Christmas is just around the corner, and many people are already putting decorations on their Christmas trees.
Not to fear. Here are some of the best places in Pasadena that are selling Christmas trees, as well as some tips on how to take care of them.
Pasadena Christmas Trees, 900 N. Lake Ave., is open to serve all Christmas tree needs from 10 a.m. to 10 p.m. up to Dec. 25. For more information, call (626) 622-4893 or visit www.pasadenachristmastrees.com.
Santa and Mikey’s Fresh Christmas Trees, 259 Sierra Madre Villa Ave., is open daily from 8 a.m. to 10 p.m. up to Christmas Eve. Call (626) 205-0112 for more information, or visit their website, www.santaandmikey.com.
Tahoe Pumpkin Patch and Christmas Tree Lots, 1141 Mission St., South Pasadena, has Christmas trees arriving fresh daily up to Dec. 24. They’re open from 9 a.m. to 9 p.m. with an assortment of noble firs, Douglas and grand firs available for pick-up and delivery. Call (626) 238-4463 or visit www.tahoescottys.com.
Other tree lots nearby:
Whittier Christmas Trees, 11760 Whittier Blvd. in Whittier, is open 9 a.m. to 9 p.m. up to Dec. 24. Visit www.whittierchristmastree.com for more information, or call (562) 677-6405.
Mount Eagle Christmas Tree Lot, 4160 Eagle Rock Blvd., Eagle Rock, offers tree customization and is able to deliver as well. Visit www.mounteagletrees.com or call (323) 312-5646.
Advent Pines, 122 Live Oak Ave., Arcadia, is open from 9 a.m. to 10 p.m. weekdays, and up to 11 p.m. on Friday, Saturday and Sunday. Call (626) 423-8908 for more information.
And while preparing to buy and decorate your Christmas tree, here are some reminders on selecting different types of trees, caring for them and making sure you are safe around your tree.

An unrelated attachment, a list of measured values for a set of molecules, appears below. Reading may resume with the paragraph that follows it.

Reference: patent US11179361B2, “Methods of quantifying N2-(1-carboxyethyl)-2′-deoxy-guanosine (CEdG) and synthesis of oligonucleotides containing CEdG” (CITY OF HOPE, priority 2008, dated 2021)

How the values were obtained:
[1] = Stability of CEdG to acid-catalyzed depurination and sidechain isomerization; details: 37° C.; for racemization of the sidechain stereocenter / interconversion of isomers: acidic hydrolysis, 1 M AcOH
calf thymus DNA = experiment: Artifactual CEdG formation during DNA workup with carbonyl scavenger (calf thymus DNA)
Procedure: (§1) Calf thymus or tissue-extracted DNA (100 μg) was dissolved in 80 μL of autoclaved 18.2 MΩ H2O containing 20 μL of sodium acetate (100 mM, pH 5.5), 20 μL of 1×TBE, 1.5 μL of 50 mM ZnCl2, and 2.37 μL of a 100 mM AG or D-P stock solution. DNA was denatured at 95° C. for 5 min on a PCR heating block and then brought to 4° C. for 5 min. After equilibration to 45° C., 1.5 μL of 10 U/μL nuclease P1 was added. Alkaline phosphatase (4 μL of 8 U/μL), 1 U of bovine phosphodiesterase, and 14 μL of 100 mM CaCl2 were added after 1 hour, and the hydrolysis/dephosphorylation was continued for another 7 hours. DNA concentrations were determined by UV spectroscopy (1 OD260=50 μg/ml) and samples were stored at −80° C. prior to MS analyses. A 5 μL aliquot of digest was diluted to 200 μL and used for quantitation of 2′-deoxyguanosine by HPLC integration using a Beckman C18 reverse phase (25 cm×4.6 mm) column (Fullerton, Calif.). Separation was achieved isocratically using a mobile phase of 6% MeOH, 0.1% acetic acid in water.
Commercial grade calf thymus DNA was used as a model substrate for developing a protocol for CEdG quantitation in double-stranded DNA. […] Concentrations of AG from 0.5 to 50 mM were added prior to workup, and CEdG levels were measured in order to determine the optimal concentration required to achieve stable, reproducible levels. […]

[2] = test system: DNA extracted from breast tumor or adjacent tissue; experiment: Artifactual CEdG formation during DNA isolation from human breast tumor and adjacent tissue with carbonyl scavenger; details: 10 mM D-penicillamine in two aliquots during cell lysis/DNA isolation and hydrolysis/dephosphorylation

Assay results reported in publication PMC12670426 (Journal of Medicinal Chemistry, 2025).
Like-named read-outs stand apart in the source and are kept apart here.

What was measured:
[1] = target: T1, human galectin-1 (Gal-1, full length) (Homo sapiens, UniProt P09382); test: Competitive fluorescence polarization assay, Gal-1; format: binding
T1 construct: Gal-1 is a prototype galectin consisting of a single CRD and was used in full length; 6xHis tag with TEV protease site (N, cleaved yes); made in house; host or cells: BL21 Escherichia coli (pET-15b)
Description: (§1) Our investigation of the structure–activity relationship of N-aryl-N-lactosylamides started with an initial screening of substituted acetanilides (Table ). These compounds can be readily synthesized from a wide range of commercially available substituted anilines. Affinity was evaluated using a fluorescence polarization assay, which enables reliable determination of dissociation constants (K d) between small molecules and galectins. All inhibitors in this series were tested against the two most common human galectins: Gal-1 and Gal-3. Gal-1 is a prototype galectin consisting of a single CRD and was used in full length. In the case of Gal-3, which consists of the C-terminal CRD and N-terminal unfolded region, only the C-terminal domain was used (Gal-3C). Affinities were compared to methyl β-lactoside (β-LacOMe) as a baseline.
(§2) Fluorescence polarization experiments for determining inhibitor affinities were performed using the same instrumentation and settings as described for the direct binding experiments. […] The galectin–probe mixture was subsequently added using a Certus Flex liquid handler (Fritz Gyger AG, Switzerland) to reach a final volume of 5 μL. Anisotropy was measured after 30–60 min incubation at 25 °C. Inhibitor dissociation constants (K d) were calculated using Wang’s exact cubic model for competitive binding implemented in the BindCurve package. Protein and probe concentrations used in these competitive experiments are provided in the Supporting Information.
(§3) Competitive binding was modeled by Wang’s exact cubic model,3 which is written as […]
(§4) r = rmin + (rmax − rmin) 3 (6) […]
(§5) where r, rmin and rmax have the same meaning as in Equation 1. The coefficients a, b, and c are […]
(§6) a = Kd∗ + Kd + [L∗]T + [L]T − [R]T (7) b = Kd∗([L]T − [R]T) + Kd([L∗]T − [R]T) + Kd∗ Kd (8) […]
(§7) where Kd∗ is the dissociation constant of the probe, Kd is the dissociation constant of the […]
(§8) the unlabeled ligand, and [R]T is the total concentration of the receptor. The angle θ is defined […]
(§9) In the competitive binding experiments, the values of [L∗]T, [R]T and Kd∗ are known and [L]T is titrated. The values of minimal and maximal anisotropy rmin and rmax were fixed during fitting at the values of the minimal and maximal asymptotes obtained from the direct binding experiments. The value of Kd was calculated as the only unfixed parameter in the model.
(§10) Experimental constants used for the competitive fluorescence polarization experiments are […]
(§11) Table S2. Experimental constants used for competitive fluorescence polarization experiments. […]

Let’s just assume you’re buying a real tree instead of an artificial plastic tree that’s not very friendly to the environment and isn’t as attractive as a real tree. By buying a real tree, you help the many tree farmers who are definitely positively affecting the environment.
You also help support the livelihood of more than 100,000 people who work either full- or part-time at these tree farms.
Throughout the United States, about 350 million conifer trees are growing on Christmas tree farms and helping to stabilize the soil, protect water supplies and support complex ecosystems.
As you set out to buy your tree, make sure to select the freshest tree possible. They’re less likely to catch fire and wouldn’t be shedding needles too soon. Look for a tree with vibrant green needles that are hard to pluck and don’t break easily from its branches.
After buying a tree, keep it in a sheltered, unheated area such as a porch or garage to protect it from the wind and sun until it’s ready to be brought indoors. To keep the tree looking fresh, keep its trunk immersed in a bucket of water so that sap from the tree does not form over the cut stump and block the trees ability to absorb water.
If possible, turn down the thermostat, or close or partly close the room’s heat vents. This prevents the tree from drying out too fast. For the same reason, locate the tree away from heat vents, fireplaces, radiators and windows that get direct sunlight. You may also want to go so far as using a humidifier to keep the air moist in the room where the tree is.
Always place your tree away from heat sources like fireplaces, radiators, candles, heat vents or lights. Make sure all indoor and outdoor Christmas lights are low-energy, and have been tested by a safety testing lab. Throw out any damaged lights.
Keep all holiday candles away from the tree, surrounding furniture and décor. And definitely, bedtime means lights off! Don’t forget to turn off Christmas tree lights each night.
Finally, keep a fire extinguisher nearby and make sure everyone knows its location and how to use it.